“I think East Carolina was a little surprising in the win over TCU,” Bower said. “That was another great example (of turnovers affecting the outcome). TCU turns the ball over seven times. They almost doubled (ECU’s) yardage and dominated the game. But an 81-yard fumble return in the fourth quarter wins it for East Carolina. That’s another great example of, if you don’t take care of the football and protect it and win the turnover margin, it makes it awful tough on you.”

ECU is averaging 30.1 points per game, fourth in C-USA.

“East Carolina can move the ball on offense,” Bower said. “They score a lot of points. They have a good, solid kicking game. They have given up some yards on defense, but they are opportunistic. They created a lot of turnovers last week and took advantage of that.”

One factor in Southern Miss’s success against the Pirates may be that the Golden Eagles consider the Pirates a key rival.

“There have been some tough games,” Bower said. “There have been some interesting plays and comebacks. That’s the great thing about playing somebody year in and year out.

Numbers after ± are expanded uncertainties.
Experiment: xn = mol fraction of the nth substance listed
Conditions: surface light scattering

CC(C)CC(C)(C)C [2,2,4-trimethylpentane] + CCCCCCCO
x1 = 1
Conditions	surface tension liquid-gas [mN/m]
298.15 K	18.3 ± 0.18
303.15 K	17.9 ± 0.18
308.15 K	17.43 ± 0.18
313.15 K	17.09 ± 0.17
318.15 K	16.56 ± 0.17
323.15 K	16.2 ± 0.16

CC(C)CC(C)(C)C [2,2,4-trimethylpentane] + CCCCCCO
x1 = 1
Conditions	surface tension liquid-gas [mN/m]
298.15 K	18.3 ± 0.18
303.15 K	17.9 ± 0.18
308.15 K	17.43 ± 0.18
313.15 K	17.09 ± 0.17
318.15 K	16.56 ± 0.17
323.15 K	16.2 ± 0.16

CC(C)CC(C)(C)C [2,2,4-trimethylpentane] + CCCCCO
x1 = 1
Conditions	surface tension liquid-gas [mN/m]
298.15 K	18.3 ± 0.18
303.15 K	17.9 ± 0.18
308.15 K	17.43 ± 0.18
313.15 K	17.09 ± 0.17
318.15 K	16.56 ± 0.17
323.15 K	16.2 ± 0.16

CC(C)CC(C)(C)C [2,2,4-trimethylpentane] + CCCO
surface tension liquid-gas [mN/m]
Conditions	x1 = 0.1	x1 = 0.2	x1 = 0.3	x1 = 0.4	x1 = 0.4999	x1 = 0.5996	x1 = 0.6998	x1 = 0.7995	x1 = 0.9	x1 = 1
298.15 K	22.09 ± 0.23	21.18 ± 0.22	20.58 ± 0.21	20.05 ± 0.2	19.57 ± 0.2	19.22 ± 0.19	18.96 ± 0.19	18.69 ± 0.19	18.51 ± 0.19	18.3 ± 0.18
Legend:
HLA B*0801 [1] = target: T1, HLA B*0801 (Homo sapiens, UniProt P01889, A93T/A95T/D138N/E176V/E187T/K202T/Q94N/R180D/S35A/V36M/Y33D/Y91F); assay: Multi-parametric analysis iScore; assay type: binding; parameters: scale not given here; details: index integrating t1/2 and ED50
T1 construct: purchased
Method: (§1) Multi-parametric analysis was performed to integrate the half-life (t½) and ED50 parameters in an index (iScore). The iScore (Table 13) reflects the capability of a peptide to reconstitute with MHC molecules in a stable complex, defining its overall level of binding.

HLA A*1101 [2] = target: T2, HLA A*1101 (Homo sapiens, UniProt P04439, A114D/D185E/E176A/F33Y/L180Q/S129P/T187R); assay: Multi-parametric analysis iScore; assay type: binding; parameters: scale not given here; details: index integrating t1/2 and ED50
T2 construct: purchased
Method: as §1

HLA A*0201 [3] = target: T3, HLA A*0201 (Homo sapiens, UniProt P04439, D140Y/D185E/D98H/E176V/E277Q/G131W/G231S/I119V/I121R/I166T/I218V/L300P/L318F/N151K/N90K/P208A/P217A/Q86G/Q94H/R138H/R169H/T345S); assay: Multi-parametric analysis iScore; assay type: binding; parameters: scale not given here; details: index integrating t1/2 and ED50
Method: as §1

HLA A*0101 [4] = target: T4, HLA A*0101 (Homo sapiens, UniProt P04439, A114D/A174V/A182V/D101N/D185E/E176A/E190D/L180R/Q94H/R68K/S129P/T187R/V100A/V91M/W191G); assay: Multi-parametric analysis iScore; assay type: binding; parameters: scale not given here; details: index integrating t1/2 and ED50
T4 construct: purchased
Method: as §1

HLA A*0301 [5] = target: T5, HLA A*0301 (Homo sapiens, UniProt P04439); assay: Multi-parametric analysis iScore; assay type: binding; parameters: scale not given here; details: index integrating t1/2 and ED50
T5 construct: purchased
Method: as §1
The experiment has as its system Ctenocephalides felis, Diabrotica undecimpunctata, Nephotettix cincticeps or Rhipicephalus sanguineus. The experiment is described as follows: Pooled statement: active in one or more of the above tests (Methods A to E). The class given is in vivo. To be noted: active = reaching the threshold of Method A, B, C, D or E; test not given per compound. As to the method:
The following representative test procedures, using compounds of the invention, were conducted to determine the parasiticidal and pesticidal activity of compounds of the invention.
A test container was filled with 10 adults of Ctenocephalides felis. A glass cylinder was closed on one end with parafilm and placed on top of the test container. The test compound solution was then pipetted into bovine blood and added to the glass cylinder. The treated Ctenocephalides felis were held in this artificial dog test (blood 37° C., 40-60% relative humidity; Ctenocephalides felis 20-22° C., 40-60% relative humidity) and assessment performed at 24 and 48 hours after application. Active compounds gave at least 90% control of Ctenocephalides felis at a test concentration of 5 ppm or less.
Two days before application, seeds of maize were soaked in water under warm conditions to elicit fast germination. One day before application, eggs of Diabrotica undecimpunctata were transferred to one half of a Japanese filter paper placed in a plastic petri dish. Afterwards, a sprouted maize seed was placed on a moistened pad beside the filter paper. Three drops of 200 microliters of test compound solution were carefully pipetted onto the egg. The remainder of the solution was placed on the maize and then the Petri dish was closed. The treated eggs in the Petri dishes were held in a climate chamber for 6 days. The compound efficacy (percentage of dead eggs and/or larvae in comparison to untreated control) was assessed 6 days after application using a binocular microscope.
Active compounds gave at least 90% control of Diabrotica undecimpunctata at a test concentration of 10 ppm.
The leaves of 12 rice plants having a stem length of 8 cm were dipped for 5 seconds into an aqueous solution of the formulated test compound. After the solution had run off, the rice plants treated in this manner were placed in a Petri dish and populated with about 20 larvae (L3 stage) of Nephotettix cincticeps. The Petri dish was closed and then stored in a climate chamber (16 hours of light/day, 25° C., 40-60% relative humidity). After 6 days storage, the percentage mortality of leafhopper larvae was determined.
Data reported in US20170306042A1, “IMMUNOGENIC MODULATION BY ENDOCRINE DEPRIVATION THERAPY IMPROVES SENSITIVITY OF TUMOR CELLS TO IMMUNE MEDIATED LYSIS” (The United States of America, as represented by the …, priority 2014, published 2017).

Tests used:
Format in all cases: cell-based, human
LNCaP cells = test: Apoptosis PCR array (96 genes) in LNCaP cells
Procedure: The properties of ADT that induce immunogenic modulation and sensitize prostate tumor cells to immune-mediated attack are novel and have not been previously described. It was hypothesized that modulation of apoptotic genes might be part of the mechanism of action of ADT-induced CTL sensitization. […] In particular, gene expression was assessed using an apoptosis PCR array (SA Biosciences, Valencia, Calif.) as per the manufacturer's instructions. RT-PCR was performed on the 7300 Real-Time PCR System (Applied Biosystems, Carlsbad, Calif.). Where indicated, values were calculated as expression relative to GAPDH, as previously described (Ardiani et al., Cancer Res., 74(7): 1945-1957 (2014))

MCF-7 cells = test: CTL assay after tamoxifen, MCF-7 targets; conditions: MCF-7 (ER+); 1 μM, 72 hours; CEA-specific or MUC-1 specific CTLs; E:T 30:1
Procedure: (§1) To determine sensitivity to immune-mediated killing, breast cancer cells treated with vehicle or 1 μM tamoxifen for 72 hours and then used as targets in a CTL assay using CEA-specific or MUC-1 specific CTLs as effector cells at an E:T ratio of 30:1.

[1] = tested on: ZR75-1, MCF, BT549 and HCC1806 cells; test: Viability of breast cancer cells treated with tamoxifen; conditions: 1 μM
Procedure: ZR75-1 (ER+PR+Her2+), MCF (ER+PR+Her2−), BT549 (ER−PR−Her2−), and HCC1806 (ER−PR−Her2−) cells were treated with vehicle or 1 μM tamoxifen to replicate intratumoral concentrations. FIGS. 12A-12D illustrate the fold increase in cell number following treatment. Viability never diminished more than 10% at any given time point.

“But when you can do that, and especially now with them being part of the league, it makes the game more interesting and you have an opportunity to develop a tradition. The longer this league goes on, the more you play teams year in and year out.

“I think you’re going to be able to develop rivalries with other schools, such as we have with East Carolina.”

ECU best be prepared to match USM's emotion, especially with the Golden Eagle seniors playing their final home game. If Bower says ECU is a rival, the Pirates best be ready to play like one.

THAT WAS THEN

Southern Miss, or actually Mississippi Southern as it was called at the time, tried to get into the Atlantic Coast Conference at the ACC’s formation in 1953. Following is a United Press International report from Saturday, Sept. 19 of that year:

“HATTIESBURG, Miss. — Mississippi Southern, an overgrown teachers college, went shopping for a bowl bid and membership in either of two major conferences today with the hide of Alabama’s red elephant as its talking point.

“But first a celebration was in order. The football team came home this afternoon from its thundering 25-19 upset of Alabama to a delirious reception.

“It was disclosed officially that Mississippi Southern is trying to get into the new Atlantic Coast Conference.”

The “Southerners,” coached by Thad “Pie” Vann, beat the Parris Island Marines 40-0 after the season-opening win over the Crimson Tide and went on to finish 9-2. They didn’t get into the ACC but they did get invited to the Sun Bowl, losing 37-14 to Texas Western. The 1953 Mississippi Southern season also included a 21-0 homecoming win over Florida State.